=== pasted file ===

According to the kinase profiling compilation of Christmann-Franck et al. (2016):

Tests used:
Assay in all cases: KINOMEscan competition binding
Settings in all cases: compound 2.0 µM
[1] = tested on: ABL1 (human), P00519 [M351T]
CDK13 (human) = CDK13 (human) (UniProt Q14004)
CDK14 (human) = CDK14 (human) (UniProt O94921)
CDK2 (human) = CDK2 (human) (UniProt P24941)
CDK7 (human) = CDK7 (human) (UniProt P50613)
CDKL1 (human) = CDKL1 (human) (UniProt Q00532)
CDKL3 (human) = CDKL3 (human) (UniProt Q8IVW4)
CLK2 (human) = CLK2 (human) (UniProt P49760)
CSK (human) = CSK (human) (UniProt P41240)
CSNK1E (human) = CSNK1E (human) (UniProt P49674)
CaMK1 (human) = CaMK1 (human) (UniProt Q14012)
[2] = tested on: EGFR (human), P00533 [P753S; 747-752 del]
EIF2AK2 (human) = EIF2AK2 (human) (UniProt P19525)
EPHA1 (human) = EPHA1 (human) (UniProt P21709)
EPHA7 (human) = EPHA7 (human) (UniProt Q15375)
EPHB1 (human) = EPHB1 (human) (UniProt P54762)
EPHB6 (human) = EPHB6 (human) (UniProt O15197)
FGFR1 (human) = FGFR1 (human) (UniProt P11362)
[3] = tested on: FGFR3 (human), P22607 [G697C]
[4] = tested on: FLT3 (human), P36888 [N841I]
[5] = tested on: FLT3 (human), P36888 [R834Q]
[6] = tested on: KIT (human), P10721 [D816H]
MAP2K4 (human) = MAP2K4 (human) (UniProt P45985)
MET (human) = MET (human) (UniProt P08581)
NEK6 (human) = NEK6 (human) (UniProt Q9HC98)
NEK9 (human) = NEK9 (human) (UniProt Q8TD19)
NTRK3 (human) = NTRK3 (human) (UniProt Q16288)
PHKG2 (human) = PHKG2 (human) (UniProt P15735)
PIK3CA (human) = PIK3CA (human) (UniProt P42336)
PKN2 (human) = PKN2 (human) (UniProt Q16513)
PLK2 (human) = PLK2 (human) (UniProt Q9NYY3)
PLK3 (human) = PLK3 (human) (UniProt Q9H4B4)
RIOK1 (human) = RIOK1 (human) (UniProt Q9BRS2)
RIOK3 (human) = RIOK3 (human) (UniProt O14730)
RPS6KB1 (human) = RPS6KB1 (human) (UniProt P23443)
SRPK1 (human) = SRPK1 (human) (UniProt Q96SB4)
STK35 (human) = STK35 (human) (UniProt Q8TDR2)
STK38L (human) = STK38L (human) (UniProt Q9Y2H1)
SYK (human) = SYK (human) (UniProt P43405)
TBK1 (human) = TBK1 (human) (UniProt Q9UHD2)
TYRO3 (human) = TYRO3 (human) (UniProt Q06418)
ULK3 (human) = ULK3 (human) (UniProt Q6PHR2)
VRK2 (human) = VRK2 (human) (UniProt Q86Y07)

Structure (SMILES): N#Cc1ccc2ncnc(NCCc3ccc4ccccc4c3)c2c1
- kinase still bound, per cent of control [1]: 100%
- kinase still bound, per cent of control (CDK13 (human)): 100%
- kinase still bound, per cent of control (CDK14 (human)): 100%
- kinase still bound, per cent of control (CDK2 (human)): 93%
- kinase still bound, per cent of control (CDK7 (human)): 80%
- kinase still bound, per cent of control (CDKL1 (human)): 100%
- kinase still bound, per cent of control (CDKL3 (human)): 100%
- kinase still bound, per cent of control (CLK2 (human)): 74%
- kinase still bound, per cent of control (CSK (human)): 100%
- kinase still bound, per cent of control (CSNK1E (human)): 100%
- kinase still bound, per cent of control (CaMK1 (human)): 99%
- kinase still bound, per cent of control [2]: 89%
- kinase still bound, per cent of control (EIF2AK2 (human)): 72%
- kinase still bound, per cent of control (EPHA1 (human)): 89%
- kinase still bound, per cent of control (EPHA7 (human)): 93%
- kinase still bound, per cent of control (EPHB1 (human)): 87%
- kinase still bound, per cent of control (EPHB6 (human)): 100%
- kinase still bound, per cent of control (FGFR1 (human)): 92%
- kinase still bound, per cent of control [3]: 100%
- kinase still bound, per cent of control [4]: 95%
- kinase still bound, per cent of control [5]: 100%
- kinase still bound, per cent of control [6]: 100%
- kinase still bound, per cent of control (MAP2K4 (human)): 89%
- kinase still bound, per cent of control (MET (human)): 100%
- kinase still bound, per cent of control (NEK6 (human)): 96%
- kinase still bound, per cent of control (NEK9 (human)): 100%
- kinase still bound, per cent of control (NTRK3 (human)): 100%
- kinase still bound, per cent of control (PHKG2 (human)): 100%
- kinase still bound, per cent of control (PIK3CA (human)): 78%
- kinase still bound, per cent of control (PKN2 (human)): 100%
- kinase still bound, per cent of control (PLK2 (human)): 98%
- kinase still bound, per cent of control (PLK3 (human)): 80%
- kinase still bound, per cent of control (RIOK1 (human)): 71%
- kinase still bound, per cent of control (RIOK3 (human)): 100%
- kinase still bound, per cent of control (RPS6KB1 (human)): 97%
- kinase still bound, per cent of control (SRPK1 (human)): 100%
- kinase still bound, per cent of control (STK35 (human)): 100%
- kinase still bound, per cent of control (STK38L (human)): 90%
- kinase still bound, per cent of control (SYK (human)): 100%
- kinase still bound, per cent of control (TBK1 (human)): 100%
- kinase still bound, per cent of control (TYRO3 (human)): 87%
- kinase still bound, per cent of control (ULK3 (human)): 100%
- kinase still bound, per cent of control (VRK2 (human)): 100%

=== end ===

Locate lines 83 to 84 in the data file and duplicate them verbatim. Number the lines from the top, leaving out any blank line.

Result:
- kinase still bound, per cent of control (RPS6KB1 (human)): 97%
- kinase still bound, per cent of control (SRPK1 (human)): 100%